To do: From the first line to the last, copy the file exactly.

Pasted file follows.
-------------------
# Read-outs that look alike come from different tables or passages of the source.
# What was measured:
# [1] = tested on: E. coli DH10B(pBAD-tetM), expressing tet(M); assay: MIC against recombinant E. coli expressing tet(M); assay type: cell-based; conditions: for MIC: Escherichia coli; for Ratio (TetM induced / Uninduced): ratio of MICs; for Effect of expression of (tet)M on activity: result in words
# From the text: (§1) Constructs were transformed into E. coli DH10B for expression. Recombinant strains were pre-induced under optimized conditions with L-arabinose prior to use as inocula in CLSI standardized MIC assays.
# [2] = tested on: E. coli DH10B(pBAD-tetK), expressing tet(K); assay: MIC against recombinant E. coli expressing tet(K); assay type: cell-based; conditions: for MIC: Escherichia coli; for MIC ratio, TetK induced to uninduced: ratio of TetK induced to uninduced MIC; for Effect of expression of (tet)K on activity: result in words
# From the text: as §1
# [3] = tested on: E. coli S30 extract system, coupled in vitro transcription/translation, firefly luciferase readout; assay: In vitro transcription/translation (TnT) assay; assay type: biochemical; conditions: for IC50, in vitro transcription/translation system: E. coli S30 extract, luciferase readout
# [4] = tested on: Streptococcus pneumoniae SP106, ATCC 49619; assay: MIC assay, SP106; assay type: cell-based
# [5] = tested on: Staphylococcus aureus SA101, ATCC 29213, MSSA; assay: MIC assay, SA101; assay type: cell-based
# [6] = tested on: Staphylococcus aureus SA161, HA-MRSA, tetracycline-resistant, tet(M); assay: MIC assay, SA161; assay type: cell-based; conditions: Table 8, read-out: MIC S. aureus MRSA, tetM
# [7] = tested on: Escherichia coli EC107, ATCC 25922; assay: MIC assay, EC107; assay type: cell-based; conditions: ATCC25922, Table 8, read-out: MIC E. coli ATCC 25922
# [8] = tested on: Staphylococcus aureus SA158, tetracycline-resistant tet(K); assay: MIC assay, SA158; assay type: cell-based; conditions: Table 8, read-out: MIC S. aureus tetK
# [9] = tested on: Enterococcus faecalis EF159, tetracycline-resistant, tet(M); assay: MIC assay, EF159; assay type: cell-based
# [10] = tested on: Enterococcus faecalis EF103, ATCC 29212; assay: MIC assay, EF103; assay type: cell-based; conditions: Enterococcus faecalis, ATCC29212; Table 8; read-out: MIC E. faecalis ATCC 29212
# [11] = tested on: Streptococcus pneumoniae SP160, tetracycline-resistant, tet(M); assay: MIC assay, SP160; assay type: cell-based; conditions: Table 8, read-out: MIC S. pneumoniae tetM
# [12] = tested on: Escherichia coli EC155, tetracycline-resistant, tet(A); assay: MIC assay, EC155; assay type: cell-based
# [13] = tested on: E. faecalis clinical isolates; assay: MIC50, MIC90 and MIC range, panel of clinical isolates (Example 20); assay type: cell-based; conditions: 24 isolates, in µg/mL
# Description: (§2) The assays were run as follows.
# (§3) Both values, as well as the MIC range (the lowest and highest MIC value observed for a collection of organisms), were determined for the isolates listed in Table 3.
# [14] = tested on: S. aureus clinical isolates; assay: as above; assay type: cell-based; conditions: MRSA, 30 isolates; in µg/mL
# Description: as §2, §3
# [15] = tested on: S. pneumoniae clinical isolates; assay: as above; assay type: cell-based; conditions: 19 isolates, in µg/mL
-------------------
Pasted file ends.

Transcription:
# Read-outs that look alike come from different tables or passages of the source.
# What was measured:
# [1] = tested on: E. coli DH10B(pBAD-tetM), expressing tet(M); assay: MIC against recombinant E. coli expressing tet(M); assay type: cell-based; conditions: for MIC: Escherichia coli; for Ratio (TetM induced / Uninduced): ratio of MICs; for Effect of expression of (tet)M on activity: result in words
# From the text: (§1) Constructs were transformed into E. coli DH10B for expression. Recombinant strains were pre-induced under optimized conditions with L-arabinose prior to use as inocula in CLSI standardized MIC assays.
# [2] = tested on: E. coli DH10B(pBAD-tetK), expressing tet(K); assay: MIC against recombinant E. coli expressing tet(K); assay type: cell-based; conditions: for MIC: Escherichia coli; for MIC ratio, TetK induced to uninduced: ratio of TetK induced to uninduced MIC; for Effect of expression of (tet)K on activity: result in words
# From the text: as §1
# [3] = tested on: E. coli S30 extract system, coupled in vitro transcription/translation, firefly luciferase readout; assay: In vitro transcription/translation (TnT) assay; assay type: biochemical; conditions: for IC50, in vitro transcription/translation system: E. coli S30 extract, luciferase readout
# [4] = tested on: Streptococcus pneumoniae SP106, ATCC 49619; assay: MIC assay, SP106; assay type: cell-based
# [5] = tested on: Staphylococcus aureus SA101, ATCC 29213, MSSA; assay: MIC assay, SA101; assay type: cell-based
# [6] = tested on: Staphylococcus aureus SA161, HA-MRSA, tetracycline-resistant, tet(M); assay: MIC assay, SA161; assay type: cell-based; conditions: Table 8, read-out: MIC S. aureus MRSA, tetM
# [7] = tested on: Escherichia coli EC107, ATCC 25922; assay: MIC assay, EC107; assay type: cell-based; conditions: ATCC25922, Table 8, read-out: MIC E. coli ATCC 25922
# [8] = tested on: Staphylococcus aureus SA158, tetracycline-resistant tet(K); assay: MIC assay, SA158; assay type: cell-based; conditions: Table 8, read-out: MIC S. aureus tetK
# [9] = tested on: Enterococcus faecalis EF159, tetracycline-resistant, tet(M); assay: MIC assay, EF159; assay type: cell-based
# [10] = tested on: Enterococcus faecalis EF103, ATCC 29212; assay: MIC assay, EF103; assay type: cell-based; conditions: Enterococcus faecalis, ATCC29212; Table 8; read-out: MIC E. faecalis ATCC 29212
# [11] = tested on: Streptococcus pneumoniae SP160, tetracycline-resistant, tet(M); assay: MIC assay, SP160; assay type: cell-based; conditions: Table 8, read-out: MIC S. pneumoniae tetM
# [12] = tested on: Escherichia coli EC155, tetracycline-resistant, tet(A); assay: MIC assay, EC155; assay type: cell-based
# [13] = tested on: E. faecalis clinical isolates; assay: MIC50, MIC90 and MIC range, panel of clinical isolates (Example 20); assay type: cell-based; conditions: 24 isolates, in µg/mL
# Description: (§2) The assays were run as follows.
# (§3) Both values, as well as the MIC range (the lowest and highest MIC value observed for a collection of organisms), were determined for the isolates listed in Table 3.
# [14] = tested on: S. aureus clinical isolates; assay: as above; assay type: cell-based; conditions: MRSA, 30 isolates; in µg/mL
# Description: as §2, §3
# [15] = tested on: S. pneumoniae clinical isolates; assay: as above; assay type: cell-based; conditions: 19 isolates, in µg/mL